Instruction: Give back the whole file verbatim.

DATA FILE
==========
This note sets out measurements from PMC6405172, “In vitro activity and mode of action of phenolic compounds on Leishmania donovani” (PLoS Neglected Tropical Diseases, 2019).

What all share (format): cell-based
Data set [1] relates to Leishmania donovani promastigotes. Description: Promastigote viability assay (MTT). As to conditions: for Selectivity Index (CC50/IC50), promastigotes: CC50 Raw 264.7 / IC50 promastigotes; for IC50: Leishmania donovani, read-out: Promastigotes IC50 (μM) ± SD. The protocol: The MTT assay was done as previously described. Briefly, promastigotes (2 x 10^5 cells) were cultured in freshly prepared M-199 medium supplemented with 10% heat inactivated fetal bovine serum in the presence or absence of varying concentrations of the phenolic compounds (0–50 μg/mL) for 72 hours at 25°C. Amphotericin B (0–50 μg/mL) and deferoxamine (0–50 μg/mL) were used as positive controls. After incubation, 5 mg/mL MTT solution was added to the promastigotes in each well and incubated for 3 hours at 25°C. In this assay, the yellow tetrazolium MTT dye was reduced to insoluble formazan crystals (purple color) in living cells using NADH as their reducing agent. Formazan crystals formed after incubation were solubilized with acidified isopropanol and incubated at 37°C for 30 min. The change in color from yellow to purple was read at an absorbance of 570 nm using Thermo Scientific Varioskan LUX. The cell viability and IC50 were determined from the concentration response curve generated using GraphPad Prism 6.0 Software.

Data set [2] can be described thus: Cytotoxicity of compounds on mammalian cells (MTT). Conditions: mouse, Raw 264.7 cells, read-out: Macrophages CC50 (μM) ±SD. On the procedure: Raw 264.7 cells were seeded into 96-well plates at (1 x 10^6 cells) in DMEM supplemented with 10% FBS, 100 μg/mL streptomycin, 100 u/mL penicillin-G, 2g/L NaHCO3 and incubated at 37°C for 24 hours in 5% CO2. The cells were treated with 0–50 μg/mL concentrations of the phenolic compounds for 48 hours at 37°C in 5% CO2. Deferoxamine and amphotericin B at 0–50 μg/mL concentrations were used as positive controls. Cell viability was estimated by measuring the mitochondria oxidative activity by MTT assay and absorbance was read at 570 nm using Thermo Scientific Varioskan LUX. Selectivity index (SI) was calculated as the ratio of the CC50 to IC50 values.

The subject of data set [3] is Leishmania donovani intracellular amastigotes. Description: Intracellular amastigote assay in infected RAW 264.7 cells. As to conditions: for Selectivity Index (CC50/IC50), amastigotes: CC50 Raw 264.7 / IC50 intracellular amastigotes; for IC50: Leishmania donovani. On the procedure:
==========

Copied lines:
This note sets out measurements from PMC6405172, “In vitro activity and mode of action of phenolic compounds on Leishmania donovani” (PLoS Neglected Tropical Diseases, 2019).

What all share (format): cell-based
Data set [1] relates to Leishmania donovani promastigotes. Description: Promastigote viability assay (MTT). As to conditions: for Selectivity Index (CC50/IC50), promastigotes: CC50 Raw 264.7 / IC50 promastigotes; for IC50: Leishmania donovani, read-out: Promastigotes IC50 (μM) ± SD. The protocol: The MTT assay was done as previously described. Briefly, promastigotes (2 x 10^5 cells) were cultured in freshly prepared M-199 medium supplemented with 10% heat inactivated fetal bovine serum in the presence or absence of varying concentrations of the phenolic compounds (0–50 μg/mL) for 72 hours at 25°C. Amphotericin B (0–50 μg/mL) and deferoxamine (0–50 μg/mL) were used as positive controls. After incubation, 5 mg/mL MTT solution was added to the promastigotes in each well and incubated for 3 hours at 25°C. In this assay, the yellow tetrazolium MTT dye was reduced to insoluble formazan crystals (purple color) in living cells using NADH as their reducing agent. Formazan crystals formed after incubation were solubilized with acidified isopropanol and incubated at 37°C for 30 min. The change in color from yellow to purple was read at an absorbance of 570 nm using Thermo Scientific Varioskan LUX. The cell viability and IC50 were determined from the concentration response curve generated using GraphPad Prism 6.0 Software.

Data set [2] can be described thus: Cytotoxicity of compounds on mammalian cells (MTT). Conditions: mouse, Raw 264.7 cells, read-out: Macrophages CC50 (μM) ±SD. On the procedure: Raw 264.7 cells were seeded into 96-well plates at (1 x 10^6 cells) in DMEM supplemented with 10% FBS, 100 μg/mL streptomycin, 100 u/mL penicillin-G, 2g/L NaHCO3 and incubated at 37°C for 24 hours in 5% CO2. The cells were treated with 0–50 μg/mL concentrations of the phenolic compounds for 48 hours at 37°C in 5% CO2. Deferoxamine and amphotericin B at 0–50 μg/mL concentrations were used as positive controls. Cell viability was estimated by measuring the mitochondria oxidative activity by MTT assay and absorbance was read at 570 nm using Thermo Scientific Varioskan LUX. Selectivity index (SI) was calculated as the ratio of the CC50 to IC50 values.

The subject of data set [3] is Leishmania donovani intracellular amastigotes. Description: Intracellular amastigote assay in infected RAW 264.7 cells. As to conditions: for Selectivity Index (CC50/IC50), amastigotes: CC50 Raw 264.7 / IC50 intracellular amastigotes; for IC50: Leishmania donovani. On the procedure: